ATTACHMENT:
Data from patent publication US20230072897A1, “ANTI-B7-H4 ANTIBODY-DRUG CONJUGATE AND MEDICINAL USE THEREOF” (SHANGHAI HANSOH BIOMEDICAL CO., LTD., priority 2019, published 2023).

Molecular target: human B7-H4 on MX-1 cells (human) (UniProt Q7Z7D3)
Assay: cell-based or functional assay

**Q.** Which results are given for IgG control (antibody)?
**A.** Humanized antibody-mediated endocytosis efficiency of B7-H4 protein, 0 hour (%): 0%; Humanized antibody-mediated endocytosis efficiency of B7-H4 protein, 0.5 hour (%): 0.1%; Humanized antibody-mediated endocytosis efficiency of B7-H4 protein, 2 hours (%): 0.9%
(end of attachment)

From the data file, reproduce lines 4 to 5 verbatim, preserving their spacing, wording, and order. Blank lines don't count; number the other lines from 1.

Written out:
**Q.** Which results are given for IgG control (antibody)?
**A.** Humanized antibody-mediated endocytosis efficiency of B7-H4 protein, 0 hour (%): 0%; Humanized antibody-mediated endocytosis efficiency of B7-H4 protein, 0.5 hour (%): 0.1%; Humanized antibody-mediated endocytosis efficiency of B7-H4 protein, 2 hours (%): 0.9%